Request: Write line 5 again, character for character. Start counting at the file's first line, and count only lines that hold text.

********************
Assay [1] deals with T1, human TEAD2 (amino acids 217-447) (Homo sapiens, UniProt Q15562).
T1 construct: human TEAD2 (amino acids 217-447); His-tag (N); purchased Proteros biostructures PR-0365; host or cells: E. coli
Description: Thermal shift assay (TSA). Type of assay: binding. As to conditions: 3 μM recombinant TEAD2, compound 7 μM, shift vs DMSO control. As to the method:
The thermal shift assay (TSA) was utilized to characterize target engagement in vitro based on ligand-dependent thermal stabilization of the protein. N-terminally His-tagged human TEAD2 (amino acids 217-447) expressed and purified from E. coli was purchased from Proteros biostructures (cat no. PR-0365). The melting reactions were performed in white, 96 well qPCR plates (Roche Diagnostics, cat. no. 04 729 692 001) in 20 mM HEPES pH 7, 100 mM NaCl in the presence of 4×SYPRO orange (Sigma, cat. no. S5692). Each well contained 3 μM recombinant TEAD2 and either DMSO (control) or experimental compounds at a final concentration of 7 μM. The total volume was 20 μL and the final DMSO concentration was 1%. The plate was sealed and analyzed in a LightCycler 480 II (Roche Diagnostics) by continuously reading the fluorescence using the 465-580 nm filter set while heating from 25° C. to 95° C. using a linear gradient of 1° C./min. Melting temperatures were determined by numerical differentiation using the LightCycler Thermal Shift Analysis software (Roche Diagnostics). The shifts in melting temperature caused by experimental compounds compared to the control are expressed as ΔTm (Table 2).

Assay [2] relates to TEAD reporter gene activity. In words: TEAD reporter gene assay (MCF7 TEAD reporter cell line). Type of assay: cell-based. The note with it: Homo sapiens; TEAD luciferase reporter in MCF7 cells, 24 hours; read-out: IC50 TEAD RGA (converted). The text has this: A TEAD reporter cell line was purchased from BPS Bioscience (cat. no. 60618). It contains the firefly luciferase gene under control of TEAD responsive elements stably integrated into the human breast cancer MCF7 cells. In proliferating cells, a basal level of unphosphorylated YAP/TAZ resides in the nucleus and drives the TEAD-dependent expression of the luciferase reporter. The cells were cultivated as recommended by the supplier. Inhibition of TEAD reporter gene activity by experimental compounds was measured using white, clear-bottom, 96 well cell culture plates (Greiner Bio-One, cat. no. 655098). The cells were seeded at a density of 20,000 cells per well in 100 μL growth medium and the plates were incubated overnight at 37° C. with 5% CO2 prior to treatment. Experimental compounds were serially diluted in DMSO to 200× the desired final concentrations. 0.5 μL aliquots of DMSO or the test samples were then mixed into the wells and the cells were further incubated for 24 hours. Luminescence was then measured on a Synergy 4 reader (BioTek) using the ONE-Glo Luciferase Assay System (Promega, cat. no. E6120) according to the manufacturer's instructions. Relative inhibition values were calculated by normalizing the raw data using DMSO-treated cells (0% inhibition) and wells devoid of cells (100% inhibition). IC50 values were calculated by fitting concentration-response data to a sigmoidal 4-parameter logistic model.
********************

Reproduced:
Assay [2] relates to TEAD reporter gene activity. In words: TEAD reporter gene assay (MCF7 TEAD reporter cell line). Type of assay: cell-based. The note with it: Homo sapiens; TEAD luciferase reporter in MCF7 cells, 24 hours; read-out: IC50 TEAD RGA (converted). The text has this: A TEAD reporter cell line was purchased from BPS Bioscience (cat. no. 60618). It contains the firefly luciferase gene under control of TEAD responsive elements stably integrated into the human breast cancer MCF7 cells. In proliferating cells, a basal level of unphosphorylated YAP/TAZ resides in the nucleus and drives the TEAD-dependent expression of the luciferase reporter. The cells were cultivated as recommended by the supplier. Inhibition of TEAD reporter gene activity by experimental compounds was measured using white, clear-bottom, 96 well cell culture plates (Greiner Bio-One, cat. no. 655098). The cells were seeded at a density of 20,000 cells per well in 100 μL growth medium and the plates were incubated overnight at 37° C. with 5% CO2 prior to treatment. Experimental compounds were serially diluted in DMSO to 200× the desired final concentrations. 0.5 μL aliquots of DMSO or the test samples were then mixed into the wells and the cells were further incubated for 24 hours. Luminescence was then measured on a Synergy 4 reader (BioTek) using the ONE-Glo Luciferase Assay System (Promega, cat. no. E6120) according to the manufacturer's instructions. Relative inhibition values were calculated by normalizing the raw data using DMSO-treated cells (0% inhibition) and wells devoid of cells (100% inhibition). IC50 values were calculated by fitting concentration-response data to a sigmoidal 4-parameter logistic model.